Goosebumps, anyone?

Tuesday, May 06, 2008

Have you ever thought about what gives you goosebumps?

I was listening to Carson this morning and I had them. It made me think because it was something seemingly small and yet big in deeper thought of it.

If you have listened to Carson enough, you would have realised that he always begin his Scripture reading with, “This is what Scripture says”. I really like that. And after he completes the reading, “This is the Word of the Lord”.

I have only been in this new neighbourhood church for a little more than a year, but this habit had caught on: our Scripture readers, will always end the readings with, “This is the Word of the Lord”, by which the congregation would respond, “Thanks be to God”.

Carson in this particular session commented that he did hear some soft murmur after his reading. He proceeded to explain what it was and requested the congregation to do it together. Believe or not, I had goosebumps with that. Something trivial I thought to cause goosebumps but if you think about it, it is a big thing – a corporate body of the Christ, hears the Word of the Lord, and give thanks together in one voice.

Imagine hearing God speaking in person to us all, the body of Christ, in the new heaven and new earth.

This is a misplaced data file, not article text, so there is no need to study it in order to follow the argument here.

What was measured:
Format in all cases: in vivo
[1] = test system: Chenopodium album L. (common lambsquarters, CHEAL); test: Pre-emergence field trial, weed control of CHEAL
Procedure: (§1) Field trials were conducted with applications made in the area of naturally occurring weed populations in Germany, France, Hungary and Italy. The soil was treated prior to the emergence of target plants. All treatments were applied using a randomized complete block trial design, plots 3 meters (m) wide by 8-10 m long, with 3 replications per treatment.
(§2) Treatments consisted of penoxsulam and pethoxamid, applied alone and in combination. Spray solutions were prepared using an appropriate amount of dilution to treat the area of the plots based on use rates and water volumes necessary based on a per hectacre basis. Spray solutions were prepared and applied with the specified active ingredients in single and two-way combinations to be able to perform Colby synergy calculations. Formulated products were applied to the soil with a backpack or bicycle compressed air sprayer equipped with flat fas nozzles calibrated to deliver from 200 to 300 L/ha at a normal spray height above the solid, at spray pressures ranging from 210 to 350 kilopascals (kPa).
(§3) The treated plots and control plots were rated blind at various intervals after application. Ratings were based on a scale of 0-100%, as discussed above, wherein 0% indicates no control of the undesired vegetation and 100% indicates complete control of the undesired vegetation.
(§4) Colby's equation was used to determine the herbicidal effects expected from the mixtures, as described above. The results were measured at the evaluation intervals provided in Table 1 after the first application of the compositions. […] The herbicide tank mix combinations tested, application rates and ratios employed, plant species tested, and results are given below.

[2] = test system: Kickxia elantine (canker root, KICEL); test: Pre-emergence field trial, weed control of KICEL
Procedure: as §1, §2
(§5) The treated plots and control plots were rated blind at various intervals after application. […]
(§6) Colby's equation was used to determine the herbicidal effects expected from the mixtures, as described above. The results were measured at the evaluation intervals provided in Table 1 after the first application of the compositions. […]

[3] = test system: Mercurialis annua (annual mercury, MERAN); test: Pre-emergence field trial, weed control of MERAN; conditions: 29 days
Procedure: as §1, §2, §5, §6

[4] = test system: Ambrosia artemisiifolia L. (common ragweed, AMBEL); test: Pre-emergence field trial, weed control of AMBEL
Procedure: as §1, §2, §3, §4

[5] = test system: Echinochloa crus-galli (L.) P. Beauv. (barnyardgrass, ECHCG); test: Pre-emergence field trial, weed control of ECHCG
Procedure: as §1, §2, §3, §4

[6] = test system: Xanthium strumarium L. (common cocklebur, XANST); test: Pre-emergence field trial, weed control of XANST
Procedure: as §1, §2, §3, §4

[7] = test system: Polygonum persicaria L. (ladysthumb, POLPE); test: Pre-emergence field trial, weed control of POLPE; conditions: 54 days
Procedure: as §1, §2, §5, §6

Goosebumps, anyone?

pearlie

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7 comment(s)

  1. I reviewed Carson for my MPhil work (Wales) on the problem of evil. For my PhD (Wales) I was told that Carson, Stott, Fee, and Barclay were not academic enough for me to cite.;)

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  2. Interesting ... I am thinking Carson and Fee should be ok. Who were they expecting?

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  3. I disagree with the views of my department on this issue, but I must go along with it. Carson's work on theodicy is not meant to be overly academic, but it is still useful. Fee is definitely useful as a Greek scholar. I find Barclay's work useful at times. I could have quoted Stott at points as well.

    There was one source I was encouraged to use of a liberal nature, which I do not think is a very good scholar, but I must play along.

    My PhD is now under review.

    Russ:)

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  4. Carson does make use of some space to put whatever that is possible into more practical terms, maybe that is why.

    Which Barclay were you refering to? The one I have come across is William Barclay.

    Playing along will be one hard act for me to follow :)

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  5. Yes, William. I am a major non-conformist, but passing would be impossible if I did the thesis my way.:)

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  6. Yes, I am with you :) in spirit only though - I am far, so far, from doing my doctorate. But I hope to get there though some day -- heard or read Morna Hooker? She is an inspiration for me.

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  7. No, I have not heard of her, but there is always more to learn.

    Russ:)

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